To take another example, Mourning's male players universally vie for the desire of Mother. The Civil War, generally remembered as a war between brothers, comes to symbolize this struggle. The men's rivalries are murderously infantile, operating according to a jealous logic of "either you go or I go." Because in these rivalries the other appears as that which stands in the self's rightful place within the Oedipal triangle, the rivals appear as doubles of each other as well. Orin's nightmare of his murders in the fog allegorizes this struggle, Orin repeatedly killing the same man, himself, and his father. This compulsive series of murders demonstrates the impossibility of the lover ever acceding to his "rightful place" within the Oedipal triangle—Mother will always want another, producing yet another rival.
In the Oedipal myth, what tears the son away from his incestuous embrace with the mother is the imposition of the father's law. Mourning's principal father, Ezra, serves as figure for this paternal law, though more in his symbolic form than in his own person. Ezra's symbolic form includes his name, the portrait in which he wears his judge's robes, and his ventriloquist voice. Indeed, his symbolic form almost usurps his person. Note how Ezra, in fearing that he has become numb to himself, muses that he has become the statue of a great man, a monument in the town square.
Ezra's death makes the importance of his symbolic function even more apparent. With the death of his person, he exercises the law with all the more force, haunting the living in his various symbolic forms. Thus, for example, Christine will cringe before his portrait, Lavinia will invoke his voice and name to command Orin to attention.
The fantasy of the Blessed Island recurs among the major players as the lost Mother-Son dyad disrupted by the Oedipal drama. It, rather than any of their deaths, is the trilogy's principal object of mourning.
Orin offers the most extensive vision of the Blessed Island to Christine in Act II of "The Hunted." A sanctuary from the war, the Island is a warm, peaceful, and secure paradise composed of the mother's body. Thus Orin can imagine himself with Christine without her being there. In terms of the trilogy's sexual drama, the Blessed Island is the realm of the pre-Oedipal, the time of plentitude and wholeness shared by mother and child. However, Orin goes to war to do his duty as a Mannon.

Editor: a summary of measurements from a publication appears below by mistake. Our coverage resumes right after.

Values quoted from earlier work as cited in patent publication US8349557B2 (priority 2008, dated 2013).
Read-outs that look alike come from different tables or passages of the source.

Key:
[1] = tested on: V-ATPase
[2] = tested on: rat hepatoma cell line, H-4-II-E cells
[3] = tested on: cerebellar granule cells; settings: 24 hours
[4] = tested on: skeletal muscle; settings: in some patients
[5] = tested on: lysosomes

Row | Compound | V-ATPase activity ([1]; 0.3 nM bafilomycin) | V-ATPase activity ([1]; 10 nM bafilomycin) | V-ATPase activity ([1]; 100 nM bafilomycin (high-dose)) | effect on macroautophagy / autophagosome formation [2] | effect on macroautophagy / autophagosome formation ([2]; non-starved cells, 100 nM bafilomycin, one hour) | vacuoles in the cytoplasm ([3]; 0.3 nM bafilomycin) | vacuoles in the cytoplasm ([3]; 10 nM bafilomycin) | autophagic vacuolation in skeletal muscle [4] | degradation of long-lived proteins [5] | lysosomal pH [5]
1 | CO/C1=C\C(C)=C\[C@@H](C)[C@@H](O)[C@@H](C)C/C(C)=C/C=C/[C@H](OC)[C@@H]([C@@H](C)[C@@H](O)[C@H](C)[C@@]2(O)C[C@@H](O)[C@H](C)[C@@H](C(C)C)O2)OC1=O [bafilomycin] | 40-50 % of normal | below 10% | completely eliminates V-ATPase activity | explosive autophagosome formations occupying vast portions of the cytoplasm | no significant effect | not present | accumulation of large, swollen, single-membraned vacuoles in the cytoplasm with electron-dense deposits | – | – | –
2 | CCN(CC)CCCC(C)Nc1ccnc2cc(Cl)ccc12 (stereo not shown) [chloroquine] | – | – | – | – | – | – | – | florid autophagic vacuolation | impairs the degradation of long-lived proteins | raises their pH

The Blessed Islands are also populated, in the players' imaginations, by natives, which entwine their fantasies of sex with those of race. Generally the native appears through two divergent images: the sexual innocent and the sexually depraved. Thus, for example, Lavinia will recall the islands as the home of timeless children, dancing naked on the beach and loving without sin. This island is the perfect home for a prelapsarian love affair. For Orin, however, the natives display an almost bestial sexual prowess, stripping his sister with their lascivious gazes. The native assumes these proportions when imagined as rivals, the prowess and pleasure they would ostensibly provide the lover becoming objects of envy.
Though Mourning is rife with symbolism, the symbol that dominates the playing space is certainly the Mannon house. The house is built in the style of a Greek temple, with white columned portico covering its gray walls. As Christine complaints in Act I of "Homecoming," the house is the Mannons' "whited sepulcher." It functions not only as crypt to the family's dead but also to its secrets. Its founder, Abe Mannon, designs it as a monument of repression, building it to cover over the disgrace that sets this revenge cycle in motion. What symbolizes this repression in turn is the house's distinguishing feature, the "incongruous white mask" of a portico hiding its ugliness. This mask doubles those of its residents, evoking the "life-like masks" the Mannons wear as their faces.